US, European and Russian interests clash in privatisation of DEPA and DESFA

US, European and Russian interests clash in privatisation of DEPA and DESFA
# 07 January 2013 12:09 (UTC +04:00)

On 9 January, Hellenic Republic Asset Development Fund (TAIPED), the new public agency tasked with enacting the Greek government’s privatisation plans, is expected to hold a board meeting to discuss some of the 35 projects that are up for privatisation. Talks may include the progress on a 100% sale of DEPA and a 65% stake in DESFA.

However, the issue is more political than economic. "For the moment various and credible information streaming from Greek governmental sources indicate that the bidding for DEPA may even be postponed and dealt with after other major privatisations take place,” Ioannis Michaletos, a security and energy affairs analyst at the Institute for Security and Defence Analysis in Athens, told New Europe on 3 January.

The Greek government hopes that, if all goes well, it is possible that the sell-off of DEPA-DESFA will bring in revenues that will cover a significant part of the target for privatisation intakes in 2013.

Non-bidding offers for natural gas company DEPA and DESFA have come from Russian gas monopoly Gazprom, Russian energy firm Sintez Group, which participates through its subsidiary Negusmeft, Azerbaijani state oil and gas company SOCAR, as well as two Greek consortiums comprising M&M GasCo, Mytilineos Holdings, Motor Oil Hellas Corinth Refineries and a joint bid by PPF and GEK Terna Holding Real Estate Construction. Some or all of these companies will advance to the next stage of bidding offers.

Gazprom and Negusneft have reportedly raised the price tag seemingly for geopolitical reasons while Washington recently warned Athens through the office of US Ambassador to Azerbaijan Richard Morningstar not to let DEPA fall into Russian hands, Michaletos said.

Greece’s Prime Minister Antonis Samaras is expected to address his country’s energy issues in his visits to Moscow and Washington, although no date has been set yet.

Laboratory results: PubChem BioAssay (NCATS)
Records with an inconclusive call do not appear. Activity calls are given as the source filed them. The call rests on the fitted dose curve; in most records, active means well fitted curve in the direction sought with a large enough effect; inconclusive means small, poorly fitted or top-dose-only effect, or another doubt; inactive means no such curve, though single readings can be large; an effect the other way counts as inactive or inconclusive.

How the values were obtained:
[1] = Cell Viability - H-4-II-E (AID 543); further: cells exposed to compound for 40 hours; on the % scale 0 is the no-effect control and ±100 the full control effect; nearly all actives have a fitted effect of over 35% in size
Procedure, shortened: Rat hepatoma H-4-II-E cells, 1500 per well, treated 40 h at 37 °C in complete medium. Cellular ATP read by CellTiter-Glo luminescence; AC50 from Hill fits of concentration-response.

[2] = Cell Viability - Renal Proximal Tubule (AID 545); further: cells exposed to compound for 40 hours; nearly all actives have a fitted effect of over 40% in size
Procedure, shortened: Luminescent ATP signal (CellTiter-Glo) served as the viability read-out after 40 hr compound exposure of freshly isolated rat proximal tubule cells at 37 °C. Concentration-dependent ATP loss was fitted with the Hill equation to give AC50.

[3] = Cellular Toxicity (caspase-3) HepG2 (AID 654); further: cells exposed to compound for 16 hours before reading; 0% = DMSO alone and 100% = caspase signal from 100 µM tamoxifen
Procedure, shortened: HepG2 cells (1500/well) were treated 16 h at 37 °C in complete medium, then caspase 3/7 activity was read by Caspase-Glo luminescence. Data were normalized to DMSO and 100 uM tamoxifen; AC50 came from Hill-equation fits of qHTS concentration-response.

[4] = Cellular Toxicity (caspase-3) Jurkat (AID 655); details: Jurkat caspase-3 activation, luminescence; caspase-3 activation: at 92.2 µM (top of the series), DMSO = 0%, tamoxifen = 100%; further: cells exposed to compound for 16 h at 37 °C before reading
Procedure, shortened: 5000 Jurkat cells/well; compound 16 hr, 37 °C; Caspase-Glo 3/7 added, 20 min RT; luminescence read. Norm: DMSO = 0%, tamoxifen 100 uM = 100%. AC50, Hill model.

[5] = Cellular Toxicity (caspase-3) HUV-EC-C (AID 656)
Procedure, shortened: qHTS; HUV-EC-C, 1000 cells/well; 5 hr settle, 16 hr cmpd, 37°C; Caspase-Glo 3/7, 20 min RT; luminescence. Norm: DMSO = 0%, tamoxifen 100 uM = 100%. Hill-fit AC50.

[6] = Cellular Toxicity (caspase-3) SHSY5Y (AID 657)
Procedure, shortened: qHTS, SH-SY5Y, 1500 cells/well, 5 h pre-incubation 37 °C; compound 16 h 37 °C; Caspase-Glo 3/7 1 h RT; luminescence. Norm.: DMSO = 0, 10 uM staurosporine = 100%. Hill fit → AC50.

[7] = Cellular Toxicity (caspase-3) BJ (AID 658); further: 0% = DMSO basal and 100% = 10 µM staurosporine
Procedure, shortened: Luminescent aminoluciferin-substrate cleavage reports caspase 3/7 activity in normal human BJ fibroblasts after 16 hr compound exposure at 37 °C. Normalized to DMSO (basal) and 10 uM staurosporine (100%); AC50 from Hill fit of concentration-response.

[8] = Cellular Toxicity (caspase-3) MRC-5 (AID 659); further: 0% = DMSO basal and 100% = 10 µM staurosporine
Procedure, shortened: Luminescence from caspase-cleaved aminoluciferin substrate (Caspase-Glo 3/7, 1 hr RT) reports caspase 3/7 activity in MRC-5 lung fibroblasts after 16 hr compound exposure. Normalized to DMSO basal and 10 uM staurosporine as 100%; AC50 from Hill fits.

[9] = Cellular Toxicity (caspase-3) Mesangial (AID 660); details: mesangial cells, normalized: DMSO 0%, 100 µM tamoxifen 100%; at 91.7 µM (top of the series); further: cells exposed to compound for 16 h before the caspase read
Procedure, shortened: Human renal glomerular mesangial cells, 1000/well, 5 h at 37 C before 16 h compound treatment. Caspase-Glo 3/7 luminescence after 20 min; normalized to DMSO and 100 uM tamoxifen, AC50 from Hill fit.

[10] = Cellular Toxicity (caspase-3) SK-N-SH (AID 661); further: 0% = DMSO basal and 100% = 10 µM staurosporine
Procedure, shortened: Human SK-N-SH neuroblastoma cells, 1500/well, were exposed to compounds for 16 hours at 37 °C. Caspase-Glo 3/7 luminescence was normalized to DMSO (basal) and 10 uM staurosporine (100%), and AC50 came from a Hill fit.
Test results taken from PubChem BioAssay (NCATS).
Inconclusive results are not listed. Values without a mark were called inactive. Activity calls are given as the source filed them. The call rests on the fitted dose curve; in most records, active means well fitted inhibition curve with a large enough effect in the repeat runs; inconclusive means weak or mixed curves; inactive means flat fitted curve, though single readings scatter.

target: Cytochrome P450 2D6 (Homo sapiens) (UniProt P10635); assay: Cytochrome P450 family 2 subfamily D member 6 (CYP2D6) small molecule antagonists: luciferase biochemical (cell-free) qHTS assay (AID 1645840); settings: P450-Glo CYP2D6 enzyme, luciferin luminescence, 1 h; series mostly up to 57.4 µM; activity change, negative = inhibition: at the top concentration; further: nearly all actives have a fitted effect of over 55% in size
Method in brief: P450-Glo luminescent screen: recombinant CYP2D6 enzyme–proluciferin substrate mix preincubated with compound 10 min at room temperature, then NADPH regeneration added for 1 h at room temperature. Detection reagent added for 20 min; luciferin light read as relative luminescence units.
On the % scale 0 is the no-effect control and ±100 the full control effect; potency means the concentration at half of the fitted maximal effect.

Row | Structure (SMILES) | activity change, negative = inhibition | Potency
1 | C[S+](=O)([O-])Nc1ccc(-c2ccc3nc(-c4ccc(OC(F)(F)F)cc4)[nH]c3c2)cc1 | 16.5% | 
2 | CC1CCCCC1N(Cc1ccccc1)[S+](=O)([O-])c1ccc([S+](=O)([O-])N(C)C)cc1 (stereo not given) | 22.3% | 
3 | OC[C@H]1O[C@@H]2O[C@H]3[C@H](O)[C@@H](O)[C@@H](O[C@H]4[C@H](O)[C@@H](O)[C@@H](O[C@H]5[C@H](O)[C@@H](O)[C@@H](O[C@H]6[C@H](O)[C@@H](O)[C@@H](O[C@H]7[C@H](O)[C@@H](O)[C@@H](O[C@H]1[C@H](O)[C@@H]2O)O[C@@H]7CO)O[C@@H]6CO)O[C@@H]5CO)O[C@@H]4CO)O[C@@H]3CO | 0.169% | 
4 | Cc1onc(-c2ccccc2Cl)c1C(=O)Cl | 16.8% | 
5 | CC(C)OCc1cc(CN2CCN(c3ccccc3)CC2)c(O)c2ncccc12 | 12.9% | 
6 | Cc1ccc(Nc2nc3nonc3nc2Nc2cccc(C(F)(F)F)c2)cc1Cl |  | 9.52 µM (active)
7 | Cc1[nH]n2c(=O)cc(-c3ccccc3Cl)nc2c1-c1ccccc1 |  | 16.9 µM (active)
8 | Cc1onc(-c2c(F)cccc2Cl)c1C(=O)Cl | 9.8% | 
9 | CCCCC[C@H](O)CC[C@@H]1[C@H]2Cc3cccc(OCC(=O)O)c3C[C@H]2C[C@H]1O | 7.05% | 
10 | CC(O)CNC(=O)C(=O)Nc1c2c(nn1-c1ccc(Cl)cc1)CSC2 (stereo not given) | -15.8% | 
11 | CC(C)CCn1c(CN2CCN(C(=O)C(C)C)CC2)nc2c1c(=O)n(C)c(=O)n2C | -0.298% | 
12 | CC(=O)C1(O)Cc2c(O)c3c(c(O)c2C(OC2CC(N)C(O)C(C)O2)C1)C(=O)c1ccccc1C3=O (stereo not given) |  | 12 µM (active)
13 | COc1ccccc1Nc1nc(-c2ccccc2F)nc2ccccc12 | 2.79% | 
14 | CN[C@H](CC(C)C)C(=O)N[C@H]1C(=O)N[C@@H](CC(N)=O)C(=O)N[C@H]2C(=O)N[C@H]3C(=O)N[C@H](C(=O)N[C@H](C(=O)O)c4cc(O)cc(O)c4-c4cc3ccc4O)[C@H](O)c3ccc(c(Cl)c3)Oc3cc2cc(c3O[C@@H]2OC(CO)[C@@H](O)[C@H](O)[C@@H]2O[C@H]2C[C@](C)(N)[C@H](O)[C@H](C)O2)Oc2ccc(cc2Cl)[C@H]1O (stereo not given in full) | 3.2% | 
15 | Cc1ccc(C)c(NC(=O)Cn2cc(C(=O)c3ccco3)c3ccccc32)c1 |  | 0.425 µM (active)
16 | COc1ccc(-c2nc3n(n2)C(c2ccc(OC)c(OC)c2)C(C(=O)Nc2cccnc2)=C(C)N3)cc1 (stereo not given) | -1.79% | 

The European Commission is also said to be worried about European dependence on Russian gas. In September, the European Commission officially announced its investigation of alleged anti-competitive market practices by Gazprom.

Regarding Greece, the Commission earlier reminded that the company which imports the gas has to sell or cannot be the owner also of the pipeline and has to “stick to EU rules”.

TAIPED administration sources told New Europe on 4 January that it’s absolutely clear that the investors, who will handle Greece’s natural gas operations “must fully comply with the EU’s Third Energy package”. There must be complete independence of the two entities. “This is also stated in the competition rules. This is a substantial reason for disqualification from the competition if in any way compliance with the Third Energy Package or security of the country’s energy supply is not ensured under any circumstances,” a TAIPED source said, adding that it is also Greece’s obligation to the EU.

The source noted that the investors’ compliance will be ensured not just by contractual clauses but entire mechanisms that completely safeguard the Greek government.

“Thus Athens, taking also into account EU's Commission's stance towards Gazprom, would most probably delay DEPA's privatisation,” Michaletos opined. “In fact I would bet on it and a likely excuse which has been heard in Greek political offices is that when the competition started, there was ‘political risk’ for Greece, so there was also limited interest by EU companies especially, thus a new process is needed. Plainly, a diplomatic excuse to renew the process," he added.

Meanwhile, Negusneft does not supply Greece with natural gas so its case is different from that of Gazprom. Russian tycoon Leonid Lebedev, who has been in a sort of a conflict with Russian President Vladimir Putin and the Kremlin, controls Sintez. Therefore Sintez-Negusneft’s interest in DEPA-DESFA surely clashes with that of Gazprom - economically and politically.

Regarding SOCAR, if the Trans-Adriatic Pipeline (TAP) is selected to carry Azerbaijani gas across Greece and Albania to Italy, Baku will have an increased interest for Greece’s DEPA and DESFA, analysts say.

The privatisation of DEPA falls under the general geopolitical context of the gas discoveries in Cyprus and Israel, the exploration for hydrocarbons south of Crete, the Eastern Mediterranean Energy Corridor (East Med) and the Southern Gas Corridor.

Analysts say Gazprom is not just interested in the small Greek gas market but wants to control non-Russian gas flows from the Caspian, Israel and Cyprus to Europe. Meanwhile, Greece wants to avoid a situation similar to the Ukraine-Russian gas crisis that disrupted supplies to Europe.

According to some reports, Gazprom is willing to pay up to €1 billion for DEPA. But the TAIPED administration source told New Europe that a high bid is not the only consideration but the investor will have to abide by these rules. “This is absolute. This is the evaluation that is done now. We sit and discuss with each investor separately how they will ensure - not just contractually but through specific mechanisms - absolute compliance with the Third Energy Package,” the source said. “They may talk money and then not meet their obligations to the EU. That will never fly,” the source said.